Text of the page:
Washington Post columnist Charles Lane took great leaps in philosophical thinking today, coming down firmly against freedom of contract when it comes to public sector unions. In the course of the discussion Lane develops several new principles for guiding public sector policy.
The starting point is whether public sector workers can sign contracts that require all the workers who are represented by a union to pay for that representation. The courts have long upheld that workers could negotiate such contracts. The remedy for workers who feel so strongly opposed to unions that they don't want anything to do with them is to work for a different employer.
It is difficult to see why other workers should be forced to pay for a worker's representation. Under the law, non-union workers not only get the same pay and benefits as everyone else covered by the union contract, they also are entitled to representation by the union in a grievance or disciplinary action. This is the rationale for requiring them to pay for representation even though they do not have to pay for union activities, such as supporting political candidates.
But Lane is going beyond just this issue that the Supreme Court is now considering. He apparently wants to outlaw public sector unions. He writes:
"Is public-sector collective bargaining in the public interest?
"The answer is no. All members of the public use schools, roads, parks and other government services — and pay taxes to support them. Their interest lies in receiving the highest-quality services at the lowest feasible cost. Period."
I kind of like this one. The public's interest is in the highest-quality services at the lowest feasible cost. Period."
Let's see, the government pays for lots of things like computers, paper, desks and chairs for school kids. Why should we pay for them? Why not just take them from the companies that produce them? After all, "the public's interest is in the highest-quality services at the lowest feasible cost. Period."
Do you think that might be wrong, that it might be stealing? What part of Lane's declaration don't you understand?
Maybe we could get people to work for lower pay if we threatened them or their families. Remember "the public's interest is in the highest-quality services at the lowest feasible cost. Period."
I could go on, but this is already too silly. Those of us who are not Charles Lane believe that we have to respect people's rights and that takes priority over getting "the highest-quality services at the lowest feasible cost. Period." And this has long included the right for workers to bargain collectively, which may not in every case mean that we are getting the highest-quality services at the lowest feasible cost, just as every government purchase of a computer or school desk doesn't necessarily involve getting the best price.
Lane's indictment of the inefficiency of unions is more scattershot logic. He tells readers in the first paragraph:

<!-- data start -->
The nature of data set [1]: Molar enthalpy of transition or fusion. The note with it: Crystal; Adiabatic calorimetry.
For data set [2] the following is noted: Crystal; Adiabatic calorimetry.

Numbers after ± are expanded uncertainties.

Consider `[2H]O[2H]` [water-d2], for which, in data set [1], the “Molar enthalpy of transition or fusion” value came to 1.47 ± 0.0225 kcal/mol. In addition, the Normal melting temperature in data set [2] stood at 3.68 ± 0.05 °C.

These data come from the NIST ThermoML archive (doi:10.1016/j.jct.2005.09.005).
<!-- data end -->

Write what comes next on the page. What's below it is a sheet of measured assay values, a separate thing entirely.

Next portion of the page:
"Union-negotiated pension benefits are linked to the fiscal plight of cities from San Jose to bankrupt Detroit."
Yes, and so are electricity bills. Cities have to pay workers, it is one of their expenses. The average non-uniformed Detroit public employee has a pension of $18,500 in addition to their Social Security. (Many public employees don't get Social Security, a fact often left out of discussions of public sector pensions.) Does Lane expect to live on less than this in retirement?
Lane then goes on to complain about the role of teachers unions:
"In any case, even well-paid unionized public workers still strike, as Chicago’s teachers proved in 2012 and the San Francisco Bay Area’s transit workers did in 2013.
"Conversely, there is no public-sector collective bargaining in Virginia, but it’s not some hotbed of labor unrest. Can anyone who looks at this country’s urban school systems seriously maintain that unionization makes for an efficient workforce?"
Of course the teachers' strike in Chicago enjoyed the overwhelming support of the parents' of school children. Perhaps they were hoodwinked, but these parents apparently felt that their children would benefit if the teachers' demands were met. As far as looking at the country's urban school systems to determine the impact of unions, there are plenty of urban school systems throughout the south where teachers are not covered by union contracts. Do these systems stand out as providing superior education?
But the best line comes in reference to the Illinois home health care workers who have filed a case that will be heard by the Supreme Court:
"Actually, 40 percent of those workers opted to deduct the cost of the SEIU’s political activity from their dues, according to a review of Labor Department records by the conservative Illinois Policy Institute. That unusually high figure suggests the workers don’t think unionization is such a good deal."
Of course the immediate issue is whether they want money deducted to pay for SEIU's political activity, not whether they think unionization is a good deal. And of course if they don't think it is a good deal, they have the option to vote out the union, as many workers have done over the years.
But presumably the point of Lane's piece is that public sector unions are a good deal for their members. His complaint is that they result in taxpayers spending more on public sector services than would otherwise be the case. Now he's telling us that unions don't actually get their members any benefits.
Oh well, it's the Washington Post.
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